vinthewrench

New Member
Thank you @Hedges and @snoobler,

I ordered a set of Rolls Flooded 6V cells S6 L16-SC - 6 Volts, 487 Amp-hours. - I would have liked to use AGM, but they are not to be found in stock anywhere given the current supply chain failures these days,. And the monster inverter charger from Energetech came in (87 lbs of it)

I will also add in a victron smartshunt. I like those things. I'll appreciate the advice and will write a review on how it goes.

any other suggestions?
 

MichaelK

Photon Sorcerer
I ordered a set of Rolls Flooded 6V cells S6 L16-SC - 6 Volts, 487 Amp-hours. - I would have liked to use AGM, but they are not to be found in stock anywhere given the current supply chain failures these days.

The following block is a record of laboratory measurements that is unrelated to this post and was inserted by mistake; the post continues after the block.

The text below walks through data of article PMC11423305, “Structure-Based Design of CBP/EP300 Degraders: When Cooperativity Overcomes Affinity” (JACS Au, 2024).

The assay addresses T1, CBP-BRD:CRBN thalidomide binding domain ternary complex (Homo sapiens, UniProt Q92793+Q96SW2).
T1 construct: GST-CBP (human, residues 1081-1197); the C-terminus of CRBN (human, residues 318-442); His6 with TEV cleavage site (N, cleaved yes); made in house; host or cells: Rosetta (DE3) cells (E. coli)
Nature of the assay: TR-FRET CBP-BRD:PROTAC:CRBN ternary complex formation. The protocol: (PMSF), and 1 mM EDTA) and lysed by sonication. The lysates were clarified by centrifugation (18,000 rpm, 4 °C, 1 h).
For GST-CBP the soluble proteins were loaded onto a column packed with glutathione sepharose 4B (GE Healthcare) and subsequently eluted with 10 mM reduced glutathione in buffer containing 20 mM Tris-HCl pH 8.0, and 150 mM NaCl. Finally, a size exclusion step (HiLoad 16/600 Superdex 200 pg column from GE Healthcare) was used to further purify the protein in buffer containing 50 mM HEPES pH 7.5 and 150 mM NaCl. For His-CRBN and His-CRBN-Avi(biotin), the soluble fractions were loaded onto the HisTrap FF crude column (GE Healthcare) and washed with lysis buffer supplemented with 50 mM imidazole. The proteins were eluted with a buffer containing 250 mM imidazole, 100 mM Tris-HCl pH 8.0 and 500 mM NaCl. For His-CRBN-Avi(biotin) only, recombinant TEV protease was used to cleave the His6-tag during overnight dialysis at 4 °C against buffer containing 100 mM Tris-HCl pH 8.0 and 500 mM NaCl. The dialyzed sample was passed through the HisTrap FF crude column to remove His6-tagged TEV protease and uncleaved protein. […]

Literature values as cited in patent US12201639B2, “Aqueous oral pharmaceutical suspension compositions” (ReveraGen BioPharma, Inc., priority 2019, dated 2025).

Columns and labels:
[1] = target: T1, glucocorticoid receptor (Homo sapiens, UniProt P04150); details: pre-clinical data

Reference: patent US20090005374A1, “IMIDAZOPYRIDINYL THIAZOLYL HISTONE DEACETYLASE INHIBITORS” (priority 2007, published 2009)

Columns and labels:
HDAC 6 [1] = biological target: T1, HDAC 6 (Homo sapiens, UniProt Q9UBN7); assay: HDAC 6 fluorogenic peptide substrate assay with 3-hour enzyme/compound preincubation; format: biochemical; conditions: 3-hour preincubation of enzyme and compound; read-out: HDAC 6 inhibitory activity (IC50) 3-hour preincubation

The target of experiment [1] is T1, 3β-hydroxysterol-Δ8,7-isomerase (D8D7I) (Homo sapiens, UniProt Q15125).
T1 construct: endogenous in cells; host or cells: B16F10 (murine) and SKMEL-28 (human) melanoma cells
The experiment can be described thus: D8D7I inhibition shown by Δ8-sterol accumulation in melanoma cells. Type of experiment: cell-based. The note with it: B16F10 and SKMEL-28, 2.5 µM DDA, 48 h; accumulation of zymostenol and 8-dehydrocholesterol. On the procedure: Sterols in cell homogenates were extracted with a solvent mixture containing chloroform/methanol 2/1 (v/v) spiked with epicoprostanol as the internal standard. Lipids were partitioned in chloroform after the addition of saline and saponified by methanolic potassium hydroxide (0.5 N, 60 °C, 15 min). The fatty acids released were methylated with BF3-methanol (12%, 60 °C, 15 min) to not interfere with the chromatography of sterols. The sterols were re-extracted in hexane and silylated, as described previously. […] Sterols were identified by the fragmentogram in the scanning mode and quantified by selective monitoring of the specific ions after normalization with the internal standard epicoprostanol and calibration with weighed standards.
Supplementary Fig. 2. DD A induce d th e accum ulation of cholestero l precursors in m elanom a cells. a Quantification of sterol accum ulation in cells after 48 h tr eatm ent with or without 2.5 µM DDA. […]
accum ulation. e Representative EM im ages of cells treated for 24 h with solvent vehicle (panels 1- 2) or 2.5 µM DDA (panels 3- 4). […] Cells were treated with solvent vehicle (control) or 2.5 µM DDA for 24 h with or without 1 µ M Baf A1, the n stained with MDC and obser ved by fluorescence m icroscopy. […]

When I ordered my new 4V Rolls, and my supplier told me it was 6 weeks delivery. He emailed me about a month later and told me my batteries had just come in. Made an appointment with him, and he delivered them right to the front door.

I think they were ordered directly from the Canadian factory, and it was a month getting to me.
 

Hedges

I See Electromagnetic Fields!
any other suggestions?

Fuse. With interrupt rating a least as high as the short-circuit current of the battery. You can study the documentation and figure out what that is.

Car batteries are rated 600 or 800 A cranking current at 8.5V, which works out to about 3000A at zero volts.
I've read 100 Ah AGM can put out about 4000A.
Not sure current is linear with capacity; interconnect to terminals will matter.
For lithium with 0.17 milliohm typical and 3.5 volts per cell I calculate 20,000A

I'm using class T, which can interrupt 20,000A at 125 VDC.
That would be more than sufficient for yours, or you can find other fuses perhaps 10,000 AIC if you decide your battery would put out no more than that.

Have you selected a charge controller or inverter/charger? Make sure it has a good FLA setting, preferably customizable to specs for your battery, and it uses a battery temperature sensor.